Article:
Totleigh Barton – Arvon Writing Course. Part 6


William Fiennes and Mark Haddon

Friday

Our last day has come around quickly. I wake up still thinking about First Story. I has me inspired, I would love to set up a creative writing group for young people in my area. But, as usual thoughts of my own inadequacies plague me. I don’t feel I am qualified to run such a thing. My own writing is littered with typo’s, grammatical errors, passive voice and a chatty ‘telling’ rather than ‘showing’ voice. I’m not a published writer, just a blogging dreamer, what could I have to offer to inspire young people to create great writing? I don’t even think my writing is all that good!

I tell Will about my idea for the writing group over breakfast, and my misgivings. He says I should go for it, as do the others around at this time. Still, I don’t feel confident I can pull it off…

Mark shows me how he has edited the first page of my piece for reading this evening, the improvements making these changes will have can be seen immediately. He suggests I have a go at doing the same with the rest and show him again later. I blue line my work before the workshop, I will re-type it after lunch and see how much better it is. Having been shown what to remove/alter and why it is all so clear to see the same things in the rest of the writing now, and I actually enjoy cutting out chunks that don’t work so well.

Our first session is an exercise in editing, just like I had done with my reading piece. We start out writing a piece about swimming in 150 words, then we have to edit this down to 100 words, and then again down to 50 words. When we read them out the changes editing has made a clear, but we can also see how you can go too far and lose too much of the original content. At 150 words our little flash fiction pieces are okay, at 50 words they are a bit flat and empty but at 100 words they are much catchier and flowing!

After teabreak Mark leads the final session of the week where we look at adapting gossip, or things overheard in real life to create a story. This is fun, and shows how writers spend a lot of time observing people, something I have done a lot myself and intend to do even more of now, notebook at the ready in all situations hehe.

After lunch I re-type my piece for the evening and show it to Mark, I can just about read it in 5 minutes now, having cut it down from the original almost 2000 words to 1600, and then again so it is now just 963 words.

I start typing up my journal entries for blogging when I get home, but get bored of this, so I return to reading Dark Life and complete the whole book in time for dinner.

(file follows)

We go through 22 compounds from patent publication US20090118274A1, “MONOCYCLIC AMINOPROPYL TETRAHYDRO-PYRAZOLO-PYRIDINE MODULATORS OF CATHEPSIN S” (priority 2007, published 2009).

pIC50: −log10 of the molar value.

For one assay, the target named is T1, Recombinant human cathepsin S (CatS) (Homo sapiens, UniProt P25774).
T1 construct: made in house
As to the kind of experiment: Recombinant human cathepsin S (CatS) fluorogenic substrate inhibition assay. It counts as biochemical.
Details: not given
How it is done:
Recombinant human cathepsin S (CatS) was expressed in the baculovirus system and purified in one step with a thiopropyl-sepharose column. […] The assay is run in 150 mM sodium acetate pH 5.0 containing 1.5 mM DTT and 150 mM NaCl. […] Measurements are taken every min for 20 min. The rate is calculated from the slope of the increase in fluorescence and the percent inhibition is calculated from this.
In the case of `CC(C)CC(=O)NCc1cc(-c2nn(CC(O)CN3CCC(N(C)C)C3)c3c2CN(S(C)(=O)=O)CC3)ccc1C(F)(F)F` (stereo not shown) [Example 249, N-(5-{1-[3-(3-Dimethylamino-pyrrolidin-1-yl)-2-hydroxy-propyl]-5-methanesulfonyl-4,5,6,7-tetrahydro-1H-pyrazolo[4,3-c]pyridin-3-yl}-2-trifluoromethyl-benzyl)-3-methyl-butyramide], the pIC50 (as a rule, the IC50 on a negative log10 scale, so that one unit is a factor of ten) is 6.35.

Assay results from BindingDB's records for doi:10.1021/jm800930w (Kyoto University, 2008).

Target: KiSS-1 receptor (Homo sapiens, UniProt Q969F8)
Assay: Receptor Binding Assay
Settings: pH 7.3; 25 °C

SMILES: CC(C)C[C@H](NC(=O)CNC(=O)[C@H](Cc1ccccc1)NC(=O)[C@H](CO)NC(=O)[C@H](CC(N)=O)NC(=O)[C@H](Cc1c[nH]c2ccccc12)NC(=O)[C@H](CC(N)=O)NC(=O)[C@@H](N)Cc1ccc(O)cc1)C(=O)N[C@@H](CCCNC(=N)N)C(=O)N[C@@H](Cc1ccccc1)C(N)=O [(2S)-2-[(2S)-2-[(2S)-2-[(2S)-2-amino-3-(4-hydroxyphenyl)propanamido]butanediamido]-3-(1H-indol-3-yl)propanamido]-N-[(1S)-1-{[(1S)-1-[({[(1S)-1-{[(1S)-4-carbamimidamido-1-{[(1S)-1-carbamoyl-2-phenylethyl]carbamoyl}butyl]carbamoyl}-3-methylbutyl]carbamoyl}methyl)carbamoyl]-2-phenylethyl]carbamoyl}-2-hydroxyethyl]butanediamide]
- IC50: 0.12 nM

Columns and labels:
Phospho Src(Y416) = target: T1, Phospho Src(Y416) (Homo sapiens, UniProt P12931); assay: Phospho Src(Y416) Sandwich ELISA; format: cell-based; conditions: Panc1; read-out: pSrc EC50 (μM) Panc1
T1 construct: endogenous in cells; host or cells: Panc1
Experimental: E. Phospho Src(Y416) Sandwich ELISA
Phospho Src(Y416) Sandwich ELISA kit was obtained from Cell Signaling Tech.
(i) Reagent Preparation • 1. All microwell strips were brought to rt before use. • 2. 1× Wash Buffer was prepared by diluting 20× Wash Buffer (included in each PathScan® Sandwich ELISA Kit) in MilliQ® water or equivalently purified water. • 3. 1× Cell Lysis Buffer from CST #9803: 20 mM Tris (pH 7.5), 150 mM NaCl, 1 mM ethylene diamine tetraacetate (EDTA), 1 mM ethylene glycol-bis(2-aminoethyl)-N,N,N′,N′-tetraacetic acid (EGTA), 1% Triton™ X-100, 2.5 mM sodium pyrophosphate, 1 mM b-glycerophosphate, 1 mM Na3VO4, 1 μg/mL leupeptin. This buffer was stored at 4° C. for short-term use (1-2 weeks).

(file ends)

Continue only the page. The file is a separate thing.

One of the group has put up a board for us all to sign up our email addresses to keep in touch and set up our own blog, which later gets named ‘Dear My Birds‘. Initially the blog will be private for us to share our writing but we may make it public later on.

Tonight we have Mongolian lamb with vegetables and couscous, I enjoy the lamb but I am not keen on couscous so I eat less than normal. After we have Pineapple and mint, I only eat a little bit when I start feeling itching and burning in my nose and throat. Allergic reaction, I think, not too bad but enough that I rush to my room and take my antihistamines. It takes a while to settle down, breathing is hard and my nose and throat are very uncomfortable, I want to scratch them harshly.

As we settle into the snug to listen to each other read my reaction is finally calming down. I won’t be reading until near the end of the evening as we are going in alphabetical order.

It is great to hear everyone read, most people have taken a piece from earlier in the week and amended and improved it. Most of the pieces are also autobiographical, first boyfriends, first jobs, objects of importance, lost loves… I start to feel anxious, my piece is so different, fiction, not personal. We have a comfort break half way through. Everyone’s readings are moving and well written. by the time it is my turn I am shaking, at least there have been a couple of other fiction pieces by now. As I read I can feel myself reddening and worry am I reading loud enough? too quietly? what will people think of my piece. Finally it is over, a round of applause, as with everyone else and the next person takes their turn.

Readings over and people break off to talk, some bring in books for Will and Mark to sign and we take photographs of the group. We say our goodbyes, as many will be leaving early in the morning so who we will see then is down to chance. We will keep in touch through our blog and who knows, one of us may get published one day!

Dear My Birds Writing Group.
Totleigh Barton 07-12 may 2012

Advertisements

13 comments on “Totleigh Barton – Arvon Writing Course. Part 6

  1. Good for you for doing this. It takes a lot of courage.
    So glad that you had such a good time.

  2. Pingback: Totleigh Barton – Arvon Writing Course. Part 5 | Day in the life of a Busy Gal…

  3. Pingback: Totleigh Barton – Arvon Writing Course. Part 4 | Day in the life of a Busy Gal…

  4. Pingback: Totleigh Barton – Arvon Writing Course. Part 3 | Day in the life of a Busy Gal…

  5. Pingback: Totleigh Barton – Arvon Writing Course. Part 2 | Day in the life of a Busy Gal…

  6. Pingback: Totleigh Barton – Arvon Writing Course. Part 1 | Day in the life of a Busy Gal…

  7. Pingback: Flash Fiction Friday – Dialogue | Day in the life of a Busy Gal…

  8. hi sharon, its been so interesting reading about the course and i’ve picked up a few tips but also realised i would find something like this far too challenging for myself. you were very brave, well done.

  9. Pingback: Flash Fiction Friday – The Inventor | Day in the life of a Busy Gal…

  10. Pingback: Flash Fiction Friday – Editing | Day in the life of a Busy Gal…

  11. Pingback: Lacking Inspiration | Day in the life of a Busy Gal…

Comments are closed.